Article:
It’s difficult being a watch enthusiast in India. To be sure, most of the best watches in the world are available here, but most of us just don’t have the kind of money to afford them. The problem is that most of the best options, when it comes to badass affordable timepieces, are simply not present here.
In this regard, one of my biggest grouches is with Timex. Now, that brand has been in India for decades, and whether on their website or on places like Amazon, you’ll find more Timex models than you can shake a stick at. But despite the plethora of models, the truly good stuff are not available. This, for me, includes two of the coolest Timex Qs that have been launched this year: the quartz Q GMT and the Q chronograph, and the mechanical Timex Marlin.
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As I’ve written earlier in this column, the one thing that drives the global watch industry is nostalgia. And when it comes to re-tooling classic 1970s designs, few brands do it as well as Timex. Now, the brand has been well known for its low-cost, functional and fun quartz watches since the Seventies. But before that, Timex used to make excellent mechanical dress watches as well, such as the Marlin in the 1960s.
In 2017, the brand threw a curveball by re-issuing the Marlin as a classic 34mm handwound dress watch, boasting of a period perfect size, with a mechanical Miyota movement inside. Not seen since the 1960s, it quickly became a hit. Since then the brand has also introduced automatic versions of the Marlin. The latter are often available in India, but with a 40mm case size, and a day and date complication, it’s a little large and busy for my taste. What I wish is that the mechanical Marlin were available instead, but I’ve never seen any sight of it.
Buoyed by the success of the Marlin, in 2019, Timex revised another old line, the Timex Q line. With their period-perfect angular tonneau case in wearable sizes, and integrated bracelet design, the Q has been a deserving hit. But since I already have much more capable—and better looking—sports watches, I never really considered getting one.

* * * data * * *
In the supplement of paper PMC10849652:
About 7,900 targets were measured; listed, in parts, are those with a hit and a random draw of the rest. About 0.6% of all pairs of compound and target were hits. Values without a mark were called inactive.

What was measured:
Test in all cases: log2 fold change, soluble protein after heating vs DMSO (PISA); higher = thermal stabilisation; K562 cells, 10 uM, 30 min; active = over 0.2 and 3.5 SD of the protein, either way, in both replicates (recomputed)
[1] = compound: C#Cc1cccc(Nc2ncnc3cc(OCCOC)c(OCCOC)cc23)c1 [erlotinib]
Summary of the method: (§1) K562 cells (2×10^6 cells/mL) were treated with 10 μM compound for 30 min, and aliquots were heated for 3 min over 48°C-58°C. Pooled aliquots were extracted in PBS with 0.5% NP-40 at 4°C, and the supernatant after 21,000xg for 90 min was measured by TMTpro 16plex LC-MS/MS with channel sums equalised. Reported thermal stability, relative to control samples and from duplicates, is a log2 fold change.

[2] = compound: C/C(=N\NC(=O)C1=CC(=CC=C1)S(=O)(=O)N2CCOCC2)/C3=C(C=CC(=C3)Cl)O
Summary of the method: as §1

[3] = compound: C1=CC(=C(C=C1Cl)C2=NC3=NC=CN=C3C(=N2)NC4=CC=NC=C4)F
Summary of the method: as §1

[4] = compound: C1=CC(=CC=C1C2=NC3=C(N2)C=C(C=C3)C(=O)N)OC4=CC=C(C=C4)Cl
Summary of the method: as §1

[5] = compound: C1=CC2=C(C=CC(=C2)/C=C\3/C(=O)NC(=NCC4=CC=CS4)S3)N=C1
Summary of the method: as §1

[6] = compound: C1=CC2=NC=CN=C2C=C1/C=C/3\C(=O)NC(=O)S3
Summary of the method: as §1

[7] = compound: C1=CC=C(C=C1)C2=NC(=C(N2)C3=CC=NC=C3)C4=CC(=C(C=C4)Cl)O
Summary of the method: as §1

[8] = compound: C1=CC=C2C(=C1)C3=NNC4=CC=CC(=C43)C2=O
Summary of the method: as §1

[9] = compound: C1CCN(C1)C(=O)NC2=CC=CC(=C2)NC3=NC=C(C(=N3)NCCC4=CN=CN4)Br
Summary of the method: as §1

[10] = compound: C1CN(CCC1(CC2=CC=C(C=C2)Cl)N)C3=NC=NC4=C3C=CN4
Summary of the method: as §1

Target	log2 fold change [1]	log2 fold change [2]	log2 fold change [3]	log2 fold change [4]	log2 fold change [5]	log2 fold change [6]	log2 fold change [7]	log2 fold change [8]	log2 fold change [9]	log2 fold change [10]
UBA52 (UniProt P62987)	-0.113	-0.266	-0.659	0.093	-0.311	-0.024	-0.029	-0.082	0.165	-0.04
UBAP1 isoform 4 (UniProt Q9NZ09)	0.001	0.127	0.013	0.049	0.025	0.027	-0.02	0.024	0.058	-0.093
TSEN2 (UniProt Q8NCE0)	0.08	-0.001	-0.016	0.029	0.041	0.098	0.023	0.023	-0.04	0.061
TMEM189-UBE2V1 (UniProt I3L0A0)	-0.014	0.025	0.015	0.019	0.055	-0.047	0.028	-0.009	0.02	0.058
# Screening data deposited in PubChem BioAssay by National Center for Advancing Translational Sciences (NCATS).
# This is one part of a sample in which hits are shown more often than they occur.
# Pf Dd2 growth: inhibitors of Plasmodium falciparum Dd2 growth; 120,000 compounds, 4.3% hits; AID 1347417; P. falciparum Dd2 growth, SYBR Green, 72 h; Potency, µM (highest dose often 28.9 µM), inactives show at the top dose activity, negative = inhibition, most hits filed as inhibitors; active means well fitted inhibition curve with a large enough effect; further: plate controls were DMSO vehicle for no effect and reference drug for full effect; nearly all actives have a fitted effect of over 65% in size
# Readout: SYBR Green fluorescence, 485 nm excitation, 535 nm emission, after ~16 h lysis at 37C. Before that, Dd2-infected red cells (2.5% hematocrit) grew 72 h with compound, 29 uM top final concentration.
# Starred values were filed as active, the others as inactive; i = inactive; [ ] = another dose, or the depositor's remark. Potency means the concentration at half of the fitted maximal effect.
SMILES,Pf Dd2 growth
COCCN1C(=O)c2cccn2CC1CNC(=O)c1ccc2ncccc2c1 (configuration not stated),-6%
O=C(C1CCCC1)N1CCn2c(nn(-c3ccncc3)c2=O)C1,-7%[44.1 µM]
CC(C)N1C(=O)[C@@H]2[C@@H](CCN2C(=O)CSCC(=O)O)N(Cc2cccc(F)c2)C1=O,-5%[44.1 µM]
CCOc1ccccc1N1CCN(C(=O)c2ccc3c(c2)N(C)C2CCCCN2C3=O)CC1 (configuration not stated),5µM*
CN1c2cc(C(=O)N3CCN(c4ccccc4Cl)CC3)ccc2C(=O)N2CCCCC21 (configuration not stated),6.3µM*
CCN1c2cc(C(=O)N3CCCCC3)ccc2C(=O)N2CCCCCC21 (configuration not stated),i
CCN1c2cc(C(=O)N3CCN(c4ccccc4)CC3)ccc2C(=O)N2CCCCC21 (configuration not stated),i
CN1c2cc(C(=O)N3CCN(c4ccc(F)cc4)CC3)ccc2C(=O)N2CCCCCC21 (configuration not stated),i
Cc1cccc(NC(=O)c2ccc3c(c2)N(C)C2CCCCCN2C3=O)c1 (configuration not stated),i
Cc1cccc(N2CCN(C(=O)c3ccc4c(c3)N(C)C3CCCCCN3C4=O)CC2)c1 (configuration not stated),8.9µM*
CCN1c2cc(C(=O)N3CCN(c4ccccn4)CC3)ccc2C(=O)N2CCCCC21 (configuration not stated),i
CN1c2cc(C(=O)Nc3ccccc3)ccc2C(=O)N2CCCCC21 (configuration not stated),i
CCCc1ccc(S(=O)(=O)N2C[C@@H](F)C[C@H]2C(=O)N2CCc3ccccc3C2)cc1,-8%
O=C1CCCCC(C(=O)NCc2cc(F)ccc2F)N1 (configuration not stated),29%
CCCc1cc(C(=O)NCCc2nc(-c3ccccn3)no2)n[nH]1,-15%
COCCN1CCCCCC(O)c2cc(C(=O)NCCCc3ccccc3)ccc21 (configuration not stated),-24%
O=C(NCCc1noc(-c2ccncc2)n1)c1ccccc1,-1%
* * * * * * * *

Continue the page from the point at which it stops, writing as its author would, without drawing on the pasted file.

Until I saw photos of the Q GMT, which Timex launched in April this year. Coming in an all-black (dial and bezel) version on a rubber strap, a ‘Pepsi’ GMT (blue-red bezel), and a ‘Batman’ GMT (blue-black bezel). The watches use a Swiss quartz GMT movement and the bi-directional rotating bezel essentially allows you to track three time-zones at any given point. Highly reminiscent of the vintage Rolex GMT Master, both the functionality, size and price of the Q GMT makes it a winner.
The Q chronograph, released earlier this month, is no slouch in the looks department. A classic racing chronograph, it comes in two dial variants: the white panda and the black reverse panda. With its 450mm case size and pump-style pushers, it totally rocks a vintage 1970s aesthetic, something close to a classic Zenith El Primero. Sadly, neither of the new Qs are yet available in India.
Another brand that I wish were available in India is Hamilton. The brand makes some of the best affordable Swiss watches and it is rightly the toast of watch fans everywhere. The manufacture’s main jam is the military-inspired field watch, and both the Hamilton Khaki Mechanical and the Hamilton Khaki Automatic are absolute gems in this field. The brand’s chronographs and dress watches are no slouches either. For the life of me, I can’t fathom while Indian watch dealers don’t represent Hamilton in these shores! I hope that will change someday.
And when it comes to luxury watches, the same can be said for Tudor. Rolex’s sister brand makes some of the best “affordable” luxury watches out there—especially the Black Bay 39 dive watch and the Black Bay 36 sports watch—and it’s a mystery why the brand isn’t available here.
Finally, let’s talk about boutique watch brands. The sole reason these exist is for watch enthusiasts on a budget. Not everyone can afford to buy a Tudor Black Bay, let alone a Vacheron Constantin. And beyond a certain price point, say around ₹70,000, no matter how refined the watch, you start to get diminishing returns. Indeed, the best value—quality of the movement, the crystal, the case finish and the bracelet—resides in the ₹20,000- ₹70,000 bracket. And while budget-friendly brands like Seiko continue to push their prices further up, it’s the boutique (or microwatch) brands that have stepped into this space and thrived.
Two of my favourites are the American brand Lorier and the French brand Baltic. They’re both part of the neo-vintage trend of classic designs and wearable case sizes, and take an original approach to re-creating and updating these design cues for the modern use. Both these brands, like most others of their kind, offer wonderful collections of dive, dress, and sports watches, all around the $350-500 price point. It’s a pity that these options aren’t available in India. You can order them online and have them shipped here of course, but import duties and taxes will double the price of the watch, and you lose the value. How cool it would be if there was an Indian company that would represent these brands in India!
Handwound is a column on watches and watchmaking.